Your claim that the media only report on things that Americans think is important shows that you need to get outside the Beltway a bit more. The media on the East Coast reports on things that the rest of the country could not care less about (like OWS). My contention is that changes, even slight changes, are a better indication of a “change in the conversation” than media attention. The fact that you think that media attention with no resulting change of any kind shows why the establishment had no problem dealing with the OWS drum-circle camp out. In fact, OWS’s complete lack of message clarity, unseriousness, and silly appearance made it eadier for the Right to try to discredit progressives. OWS harmed, not helped, the cause of social justice. If buffoonery is a “win” in your “game”, I feel sorry for you.

          • Instead of “The fact that you think that media attention with no resulting change of any kind shows why the establishment had no problem dealing with the OWS drum-circle camp out.” I meant “The fact that you think that media attention with no resulting change of any kind is a victory of some kind shows why the establishment had no problem dealing with the OWS drum-circle camp out.

          • Whatevs. In “real America”, no one cares about income inequality.

            Listen, it’s your burden to *show* how newspaper mentions are irrelevant. You can say, “the debate hasn’t changed” all you want, but that’s only you — one voice. The newspaper is a representation of hundreds of thousands of voices and millions of ears. They overwhelm your refrain, like a raging flood overwhelms a puddle on the ground. I think we can look to the aggregate non-Washington media sources as a greater representative of voters’ attitudes than you.

            Most change comes at election time — you’re going to have to wait til then for proof *either way* of OWS’s effectiveness. I will mention that Obama today is seeking to cap contractor pay — a move that would disproportionately affect very high income earners. It’s one small thing that *just happened* to make news today.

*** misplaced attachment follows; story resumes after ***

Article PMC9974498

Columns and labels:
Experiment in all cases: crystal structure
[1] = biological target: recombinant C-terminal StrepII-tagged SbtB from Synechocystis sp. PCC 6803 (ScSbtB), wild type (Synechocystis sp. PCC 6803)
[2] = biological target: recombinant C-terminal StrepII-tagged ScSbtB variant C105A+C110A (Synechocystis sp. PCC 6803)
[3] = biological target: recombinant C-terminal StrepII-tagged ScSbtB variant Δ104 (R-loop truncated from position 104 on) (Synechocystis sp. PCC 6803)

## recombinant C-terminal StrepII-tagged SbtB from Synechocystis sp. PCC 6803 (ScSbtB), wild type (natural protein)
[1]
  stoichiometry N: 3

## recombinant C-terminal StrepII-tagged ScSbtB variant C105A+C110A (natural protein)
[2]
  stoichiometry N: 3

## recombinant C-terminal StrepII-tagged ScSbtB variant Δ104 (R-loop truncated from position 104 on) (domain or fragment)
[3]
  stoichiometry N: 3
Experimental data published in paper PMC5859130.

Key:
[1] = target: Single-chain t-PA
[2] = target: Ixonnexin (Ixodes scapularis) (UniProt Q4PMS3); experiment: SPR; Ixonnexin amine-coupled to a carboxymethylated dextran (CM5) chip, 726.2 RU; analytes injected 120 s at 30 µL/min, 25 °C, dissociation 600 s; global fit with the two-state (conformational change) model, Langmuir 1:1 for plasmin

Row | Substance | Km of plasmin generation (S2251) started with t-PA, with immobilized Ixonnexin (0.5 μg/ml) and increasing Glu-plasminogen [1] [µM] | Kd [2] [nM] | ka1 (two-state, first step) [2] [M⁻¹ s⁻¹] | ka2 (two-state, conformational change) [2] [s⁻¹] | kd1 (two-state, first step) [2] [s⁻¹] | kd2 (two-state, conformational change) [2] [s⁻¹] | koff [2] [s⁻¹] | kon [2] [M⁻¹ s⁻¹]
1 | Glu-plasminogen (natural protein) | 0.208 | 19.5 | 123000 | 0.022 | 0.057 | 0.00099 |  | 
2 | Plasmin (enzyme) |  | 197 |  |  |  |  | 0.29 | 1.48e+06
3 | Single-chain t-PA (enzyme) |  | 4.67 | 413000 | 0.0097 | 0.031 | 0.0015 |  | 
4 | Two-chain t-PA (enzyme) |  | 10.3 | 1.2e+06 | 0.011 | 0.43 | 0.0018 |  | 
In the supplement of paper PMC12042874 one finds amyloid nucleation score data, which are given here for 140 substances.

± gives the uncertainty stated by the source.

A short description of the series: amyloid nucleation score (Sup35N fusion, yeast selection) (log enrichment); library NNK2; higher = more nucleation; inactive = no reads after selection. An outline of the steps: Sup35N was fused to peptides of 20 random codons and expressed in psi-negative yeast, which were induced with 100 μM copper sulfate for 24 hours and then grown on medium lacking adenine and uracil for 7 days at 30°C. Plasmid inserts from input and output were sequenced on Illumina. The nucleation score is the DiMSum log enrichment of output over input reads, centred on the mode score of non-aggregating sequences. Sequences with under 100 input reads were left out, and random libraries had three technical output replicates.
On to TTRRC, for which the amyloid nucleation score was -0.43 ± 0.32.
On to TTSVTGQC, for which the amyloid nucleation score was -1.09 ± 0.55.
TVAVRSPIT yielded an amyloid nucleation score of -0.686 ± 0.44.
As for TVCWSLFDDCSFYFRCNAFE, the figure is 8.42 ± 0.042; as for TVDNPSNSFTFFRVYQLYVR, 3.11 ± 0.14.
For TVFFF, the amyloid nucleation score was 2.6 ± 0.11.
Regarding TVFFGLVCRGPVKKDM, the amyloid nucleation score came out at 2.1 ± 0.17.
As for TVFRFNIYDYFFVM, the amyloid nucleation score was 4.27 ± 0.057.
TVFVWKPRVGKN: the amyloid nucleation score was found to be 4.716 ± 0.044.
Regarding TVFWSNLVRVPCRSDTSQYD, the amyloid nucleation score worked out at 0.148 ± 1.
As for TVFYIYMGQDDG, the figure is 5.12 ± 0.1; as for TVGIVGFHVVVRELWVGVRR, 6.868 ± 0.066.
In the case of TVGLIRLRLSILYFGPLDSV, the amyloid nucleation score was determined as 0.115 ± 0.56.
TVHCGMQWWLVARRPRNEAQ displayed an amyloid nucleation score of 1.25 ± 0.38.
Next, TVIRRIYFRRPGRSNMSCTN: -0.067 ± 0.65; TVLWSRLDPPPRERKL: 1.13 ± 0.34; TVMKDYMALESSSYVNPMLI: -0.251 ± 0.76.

Are the poll numbers of OWS relative to Congress’ and the parties helping to embolden Obama? Any approval of OWS is a naked embrace of liberal values — Obama’s approval rating, on the other hand, is tied to ideology, persona, recent global events, etc. His rating isn’t as clear an indicator of ideological leaning…

          • “In ‘real America,’ no one cares about income inequality.” So the generally wealthy East and West Coasters care more about income inequality than farmers in Indiana or Illinois? Really? You can’t make sweeping and unsupported generalizations (which, by the way, undermine your fundamental premise) and then tell me to come up with proof. Like anyone on here, all I have is anecdotal evidence. And it does not support your position. In a few days, OWS in DC will be no more, because in true poser-revolutionary fashion, they will disperse when asked to by the government. Ethereal claims will be all that’s left and the fight for social justice will go on through the more serious people who have been working for it all along, but with less publicity-whoring.

      • How did they “change the conversation”? What was “the conversation” before and “the conversation” afterward. No effect? They have as much effect that we all do. No more no less. Give me some tangible proof that they’ve changed anything beyond what we all normally do on our day to day.

      • at best, they’ll be a footnote in a future ron paul newsletter. nothing came of this.

  • can’t they go occupy Virginia or something? ridiculous that they let them hang around for so long.

  • It will be months before the smell of directionless self obsessiveness goes away.

    Or it could just be the whole “I grew up in the one percent of McLean VA but decided to go shack up with a colony of rats and not bathe for 3 months” smell. It is hard to tell.

  • Possibly the weakest protest I’ve ever seen. America just doesn’t make revolutionaries like they used to. When the media compares those people in any way to the protesters in Syria or Egypt, it does the latter brave groups a great disservice.

  • Right on, you guys. Gingrich 2012!!!

  • Kalorini